When one hears news of young people in the media these days, unfortunately, the nature of the report is often negative. There are stories about young people hijacking a car, vandalizing a building, disrupting a school with a threat of violence or engaging in opioid abuse.
However, there is a much bigger picture of what is taking place in the world of our young people than the stories being spun in the current news cycle. In fact, the real ground-breaking news is that a large number of our youth are engaged in a massive amount of service work, which is having a truly positive impact on our community.
I base this assessment on my experience as a newly-ordained bishop who has recently has encountered over 1,500 high school juniors and seniors in almost 30 celebrations of the Sacrament of Confirmation. One of the joys of meeting these young people is learning about the service projects which they have undertaken as part of a formation process, which prepares them for the reception of the sacrament. The service component of this preparation is a recognition that initiation into the fullness of membership in the Church involves following the example of Jesus in ministering to the needs of others.
What I have found to be both fascinating and inspirational about the service being performed by our young people is breadth of the work that they are doing. The reach of their compassion and kindness is far and wide.
As one might expect, some of the youth engage in service that is “close to home.” That is, it is related to their local environment. Thus, many youth perform service through groups affiliated with their high schools like the National Honor Society, the Key Club or campus ministry. Or, the young people take part in events which raise funds to support the mission of their parish like summer festivals, fish fries, chili suppers, spaghetti dinners, rummage sales and pancake breakfasts.
Yet, there are a significant number of youth who venture beyond their school or parish boundaries to help address social issues which affect the broader community. One of the issues which seems to be a primary focus of their ministry is to help alleviate hunger.
I have learned of young people serving in settings like the St. Ben’s Meal Program, Loaves and Fishes, Harvest House, the Open Door Café and the St. Vincent De Paul Meal Program. They also have staffed food pantries in places like the Riverwest neighborhood of Milwaukee and other municipalities such as West Bend, Beaver Dam, Fond du Lac, Racine, Kenosha and more. Some have invested time in organizations which are seeking to deal with the problem of hunger on a structural and systemic basis like Feeding America, Second Harvesters and the Hunger Task Force.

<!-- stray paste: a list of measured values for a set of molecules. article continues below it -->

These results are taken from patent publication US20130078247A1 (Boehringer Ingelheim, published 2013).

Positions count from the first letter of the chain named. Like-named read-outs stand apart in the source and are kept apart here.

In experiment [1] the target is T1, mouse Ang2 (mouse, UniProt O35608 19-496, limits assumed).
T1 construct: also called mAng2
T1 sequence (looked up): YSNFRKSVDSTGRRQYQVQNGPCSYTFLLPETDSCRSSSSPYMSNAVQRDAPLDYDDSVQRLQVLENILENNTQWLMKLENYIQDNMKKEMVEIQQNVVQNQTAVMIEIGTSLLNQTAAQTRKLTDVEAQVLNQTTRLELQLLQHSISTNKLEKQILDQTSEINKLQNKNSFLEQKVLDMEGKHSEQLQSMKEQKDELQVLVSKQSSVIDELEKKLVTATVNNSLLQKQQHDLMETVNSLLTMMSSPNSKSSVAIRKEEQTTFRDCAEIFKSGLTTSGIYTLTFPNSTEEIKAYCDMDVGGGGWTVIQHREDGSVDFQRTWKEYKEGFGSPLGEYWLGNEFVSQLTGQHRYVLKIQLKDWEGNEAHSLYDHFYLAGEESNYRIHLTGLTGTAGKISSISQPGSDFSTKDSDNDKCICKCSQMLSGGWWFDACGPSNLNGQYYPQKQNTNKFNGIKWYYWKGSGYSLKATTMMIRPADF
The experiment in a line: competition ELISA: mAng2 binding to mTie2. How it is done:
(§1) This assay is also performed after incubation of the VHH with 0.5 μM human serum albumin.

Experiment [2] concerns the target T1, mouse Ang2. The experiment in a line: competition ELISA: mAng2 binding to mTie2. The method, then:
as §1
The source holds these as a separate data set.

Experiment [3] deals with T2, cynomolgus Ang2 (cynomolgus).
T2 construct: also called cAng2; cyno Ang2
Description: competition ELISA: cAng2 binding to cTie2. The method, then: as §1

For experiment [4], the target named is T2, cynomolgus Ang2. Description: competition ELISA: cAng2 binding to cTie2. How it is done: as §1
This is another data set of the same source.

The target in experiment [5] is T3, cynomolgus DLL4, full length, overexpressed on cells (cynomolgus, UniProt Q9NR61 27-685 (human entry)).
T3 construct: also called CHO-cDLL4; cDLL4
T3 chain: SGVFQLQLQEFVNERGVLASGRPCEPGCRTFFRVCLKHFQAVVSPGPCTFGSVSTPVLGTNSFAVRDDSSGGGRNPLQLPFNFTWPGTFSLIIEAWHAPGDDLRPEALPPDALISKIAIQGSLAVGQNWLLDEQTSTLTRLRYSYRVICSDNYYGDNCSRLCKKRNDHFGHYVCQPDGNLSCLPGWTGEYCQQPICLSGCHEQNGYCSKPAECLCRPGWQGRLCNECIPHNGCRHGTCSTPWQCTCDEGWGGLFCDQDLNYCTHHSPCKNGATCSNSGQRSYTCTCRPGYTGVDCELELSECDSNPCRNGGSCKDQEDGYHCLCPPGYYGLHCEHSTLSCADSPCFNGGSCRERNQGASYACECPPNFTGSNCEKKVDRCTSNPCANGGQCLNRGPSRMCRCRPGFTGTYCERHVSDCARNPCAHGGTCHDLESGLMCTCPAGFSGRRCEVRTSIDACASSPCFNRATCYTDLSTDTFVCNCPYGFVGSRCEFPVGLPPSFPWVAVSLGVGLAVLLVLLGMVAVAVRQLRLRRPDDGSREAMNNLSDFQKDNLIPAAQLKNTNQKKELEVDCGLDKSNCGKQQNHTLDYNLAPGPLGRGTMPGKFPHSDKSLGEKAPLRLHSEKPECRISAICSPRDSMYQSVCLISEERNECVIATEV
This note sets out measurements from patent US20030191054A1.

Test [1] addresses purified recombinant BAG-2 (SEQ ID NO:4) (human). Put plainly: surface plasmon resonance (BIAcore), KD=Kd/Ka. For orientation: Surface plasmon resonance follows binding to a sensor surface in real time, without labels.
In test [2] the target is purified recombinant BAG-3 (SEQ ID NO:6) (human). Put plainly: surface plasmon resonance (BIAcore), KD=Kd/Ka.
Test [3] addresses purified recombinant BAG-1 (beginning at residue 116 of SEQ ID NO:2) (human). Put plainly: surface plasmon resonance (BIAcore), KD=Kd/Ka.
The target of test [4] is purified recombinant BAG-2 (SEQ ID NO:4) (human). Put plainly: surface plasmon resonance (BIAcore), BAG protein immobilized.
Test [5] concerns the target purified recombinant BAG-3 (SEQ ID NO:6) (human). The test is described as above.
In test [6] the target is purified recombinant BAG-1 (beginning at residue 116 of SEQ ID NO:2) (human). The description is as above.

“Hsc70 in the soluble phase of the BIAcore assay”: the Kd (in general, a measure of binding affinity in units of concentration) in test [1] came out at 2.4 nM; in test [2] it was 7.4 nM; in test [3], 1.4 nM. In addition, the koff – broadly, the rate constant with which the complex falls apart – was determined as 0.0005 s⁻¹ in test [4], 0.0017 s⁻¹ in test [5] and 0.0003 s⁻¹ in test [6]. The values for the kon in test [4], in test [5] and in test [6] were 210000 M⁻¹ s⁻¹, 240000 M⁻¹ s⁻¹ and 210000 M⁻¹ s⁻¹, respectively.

Perhaps the most challenging and compelling outreach which the youth embrace are efforts to assist the homeless. Young people have visited shelters like the Milwaukee Rescue Mission and The Cathedral Center or helped their parish serve as a temporary place of respite in the Family Promise program.
The service of the young people also seems to encompass all ages. Many of them seek to help the elderly by visiting nursing homes, assisted living centers or memory care units. And, on the other end of the age spectrum, our youth minister to small children by volunteering as teacher’s aides and tutors in schools and religious education programs or serve as assistant coaches to kids who play a variety of sports.
The scope of the service of the youth even respects the need to care for our common home, the earth, as I have encountered youth who are involved with programs at the Urban Ecology Center and the Wehr Nature Center, as well as taking part in annual clean-up efforts of our river banks and our highways.
And, the generosity of the young people even ventures far beyond the confines of our own archdiocese with an abundant number of mission trips being sponsored by their parishes and schools — with some even traveling internationally as far away as the nations of Ecuador, El Salvador, Guatemala, Haiti and Mexico.
But, even more impressive than the amount and variety of the service of our young people is the impact which this experience is having upon their faith and values. One young person commented that this service “opened my eyes to what is going on in the world” while another noted that it “changed the way that I look at life.”
Many relate the joy that they find in doing something which brings a smile to another’s face and truly seems to make a difference.
And, perhaps capturing the spirit of the overwhelming majority of the youth who shared their experience, one young person enthusiastically proclaimed, “somewhere in the midst of my outreach project, I stopped counting the service hours and realized that I want to make service the way of my life.”